“Badshah Begum” is Hum TV’s latest star-studded drama that has been pulling in Pakistani drama viewers. This is a story of warring families, blood turning against blood for the beloved “takht,” the seat of power. This seat belongs to “Badshah Begum,” a woman who is said to hold special healing powers in her touch and words with many coming to her with their woes. However, this position isn’t that of a do-gooder, rather it’s one of absolute power, power that can consume. Starring Zara Noor Abbas, Ali Rehman Khan, Farhan Saeed, Komal Meer, Abul Hassan, Hamza Sohail and others, the story has been written by Saji Gul and directed by Khizer Idrees.
There’s an interesting reveal in this episode where the audience is let in on the fact that Roshan Ara and Jahan Ara’s mother was, in fact, the first wife. Due to the “takht” and the rules surrounding it, Pir Shah Alam (Shahzad Nawaz) was coerced into marrying a second time, the second wife giving him his sons, Shahzaib (Farhan Saeed) and Murad (Abul Hassan). When his family was not given the respect he believed they deserved, he abandoned his second family and moved to the city. This is where it becomes easier to sympathize with Shahzaib over Jahan Ara. Jahan Ara and Roshan Ara lost their mother, sure, but the boys lost their mother and father, taking on responsibilities at a young age that should have been Pir Shah Alam’s. Which sibling duo are we to root for? Of course, Murad and Roshan Ara are the live wires in either case and it will be interesting to see the clash.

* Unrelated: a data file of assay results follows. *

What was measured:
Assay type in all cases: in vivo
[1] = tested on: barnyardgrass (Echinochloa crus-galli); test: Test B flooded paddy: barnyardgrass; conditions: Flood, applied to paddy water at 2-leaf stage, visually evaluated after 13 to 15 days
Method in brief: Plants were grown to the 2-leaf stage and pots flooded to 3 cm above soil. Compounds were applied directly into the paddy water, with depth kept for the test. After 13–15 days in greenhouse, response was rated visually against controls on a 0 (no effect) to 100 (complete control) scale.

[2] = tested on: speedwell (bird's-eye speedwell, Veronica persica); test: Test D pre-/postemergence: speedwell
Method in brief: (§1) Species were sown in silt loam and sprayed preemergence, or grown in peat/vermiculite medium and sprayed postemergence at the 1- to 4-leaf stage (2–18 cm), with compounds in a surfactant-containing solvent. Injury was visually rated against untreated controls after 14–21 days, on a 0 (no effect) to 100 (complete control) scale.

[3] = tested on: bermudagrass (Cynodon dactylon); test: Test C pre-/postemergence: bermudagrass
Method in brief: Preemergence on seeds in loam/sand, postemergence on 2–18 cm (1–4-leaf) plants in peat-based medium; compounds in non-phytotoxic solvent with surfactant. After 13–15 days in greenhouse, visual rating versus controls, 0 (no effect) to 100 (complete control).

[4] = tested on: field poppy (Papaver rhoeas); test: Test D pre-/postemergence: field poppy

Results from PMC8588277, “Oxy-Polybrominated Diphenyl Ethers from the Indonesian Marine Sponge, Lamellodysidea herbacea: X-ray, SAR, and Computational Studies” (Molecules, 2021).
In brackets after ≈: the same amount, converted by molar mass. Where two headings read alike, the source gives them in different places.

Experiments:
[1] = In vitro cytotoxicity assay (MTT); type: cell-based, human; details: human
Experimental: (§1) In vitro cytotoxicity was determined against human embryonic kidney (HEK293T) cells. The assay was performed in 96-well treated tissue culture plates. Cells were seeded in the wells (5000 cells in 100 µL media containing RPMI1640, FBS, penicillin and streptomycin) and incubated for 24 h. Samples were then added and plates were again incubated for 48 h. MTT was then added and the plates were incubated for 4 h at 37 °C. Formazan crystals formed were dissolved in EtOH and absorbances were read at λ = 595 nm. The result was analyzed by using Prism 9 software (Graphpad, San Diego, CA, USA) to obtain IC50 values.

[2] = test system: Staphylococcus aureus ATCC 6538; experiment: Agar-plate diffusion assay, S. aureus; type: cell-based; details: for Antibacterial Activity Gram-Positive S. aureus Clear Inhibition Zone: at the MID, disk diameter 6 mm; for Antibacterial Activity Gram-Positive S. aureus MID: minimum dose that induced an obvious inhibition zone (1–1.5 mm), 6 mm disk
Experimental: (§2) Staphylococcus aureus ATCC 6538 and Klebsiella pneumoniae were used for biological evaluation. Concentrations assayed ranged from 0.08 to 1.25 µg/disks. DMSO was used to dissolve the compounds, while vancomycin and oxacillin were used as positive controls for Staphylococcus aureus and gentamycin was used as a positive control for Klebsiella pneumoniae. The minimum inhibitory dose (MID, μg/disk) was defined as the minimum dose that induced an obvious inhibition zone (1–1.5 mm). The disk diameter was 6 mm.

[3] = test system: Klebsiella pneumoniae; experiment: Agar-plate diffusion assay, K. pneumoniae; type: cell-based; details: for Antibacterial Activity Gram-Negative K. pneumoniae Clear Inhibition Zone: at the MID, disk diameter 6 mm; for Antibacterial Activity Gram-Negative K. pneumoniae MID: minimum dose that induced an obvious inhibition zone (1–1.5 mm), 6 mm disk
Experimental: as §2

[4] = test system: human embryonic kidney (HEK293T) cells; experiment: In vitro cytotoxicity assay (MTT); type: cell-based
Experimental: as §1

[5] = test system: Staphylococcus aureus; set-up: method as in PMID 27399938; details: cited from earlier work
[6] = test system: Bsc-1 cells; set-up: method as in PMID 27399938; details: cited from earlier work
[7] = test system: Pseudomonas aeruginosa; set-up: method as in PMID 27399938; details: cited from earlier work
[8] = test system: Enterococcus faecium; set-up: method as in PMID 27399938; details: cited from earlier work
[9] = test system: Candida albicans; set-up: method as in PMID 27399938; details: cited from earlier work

On the other hand, now that we have seen the relationship and debate between Jahan Ara and Roshan Ara, is the relationship between the sisters as clear-cut as it initially seemed? Is Jahan Ara as straight-and-arrow and kind as we imagined? Is Roshan Ara really the “bad” sister? Or is there some middle ground here, something Roshan Ara recognizes in her own sister that she wants to spare Bakhtiar (Ali Rehman Khan) from? It seems Pir Shah Alam has been raising Jahan Ara for this moment, the moment when she rightfully takes her place as Badshah Begum. But how will he manage this, considering his absence from Piran Pura for so long? Will Shahzaib wind up helping his sister himself, afraid of the “Takht” going to Kaiser (Yasir Husain) and his daughter?
There’s a lot to unwrap in each episode and it’s a well-made show with slick sequences and a gripping narrative. Still, is everything perfect? Absolutely not. The stabbing scene earlier on in the episode is downright comical, poorly enacted and executed. These are the moments that should make the greatest impact, but wind up looking like unintentional comedy. One also can’t help thinking that some roles have been poorly cast. Still, overall, “Badshah Begum” is off to a great start, though it does need some work in the more technical aspects. With Roshan Ara and Jahan Ara going to Piran Pura, the story is only going to become more exciting.